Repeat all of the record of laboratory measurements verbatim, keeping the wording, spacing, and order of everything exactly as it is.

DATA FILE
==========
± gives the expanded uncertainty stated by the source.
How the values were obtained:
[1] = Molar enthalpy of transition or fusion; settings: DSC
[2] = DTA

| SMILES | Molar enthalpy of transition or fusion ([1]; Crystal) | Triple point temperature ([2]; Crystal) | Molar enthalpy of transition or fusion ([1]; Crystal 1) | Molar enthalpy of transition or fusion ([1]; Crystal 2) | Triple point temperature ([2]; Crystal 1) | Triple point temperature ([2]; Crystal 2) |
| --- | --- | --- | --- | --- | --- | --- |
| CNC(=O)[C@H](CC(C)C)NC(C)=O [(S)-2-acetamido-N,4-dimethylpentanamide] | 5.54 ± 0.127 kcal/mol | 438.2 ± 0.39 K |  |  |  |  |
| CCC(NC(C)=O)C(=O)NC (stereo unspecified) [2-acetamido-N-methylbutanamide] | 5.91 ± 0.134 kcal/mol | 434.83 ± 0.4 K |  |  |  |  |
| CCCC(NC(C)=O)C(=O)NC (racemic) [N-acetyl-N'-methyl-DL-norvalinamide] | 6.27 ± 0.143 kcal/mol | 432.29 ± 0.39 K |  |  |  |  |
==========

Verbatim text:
± gives the expanded uncertainty stated by the source.
How the values were obtained:
[1] = Molar enthalpy of transition or fusion; settings: DSC
[2] = DTA

| SMILES | Molar enthalpy of transition or fusion ([1]; Crystal) | Triple point temperature ([2]; Crystal) | Molar enthalpy of transition or fusion ([1]; Crystal 1) | Molar enthalpy of transition or fusion ([1]; Crystal 2) | Triple point temperature ([2]; Crystal 1) | Triple point temperature ([2]; Crystal 2) |
| --- | --- | --- | --- | --- | --- | --- |
| CNC(=O)[C@H](CC(C)C)NC(C)=O [(S)-2-acetamido-N,4-dimethylpentanamide] | 5.54 ± 0.127 kcal/mol | 438.2 ± 0.39 K |  |  |  |  |
| CCC(NC(C)=O)C(=O)NC (stereo unspecified) [2-acetamido-N-methylbutanamide] | 5.91 ± 0.134 kcal/mol | 434.83 ± 0.4 K |  |  |  |  |
| CCCC(NC(C)=O)C(=O)NC (racemic) [N-acetyl-N'-methyl-DL-norvalinamide] | 6.27 ± 0.143 kcal/mol | 432.29 ± 0.39 K |  |  |  |  |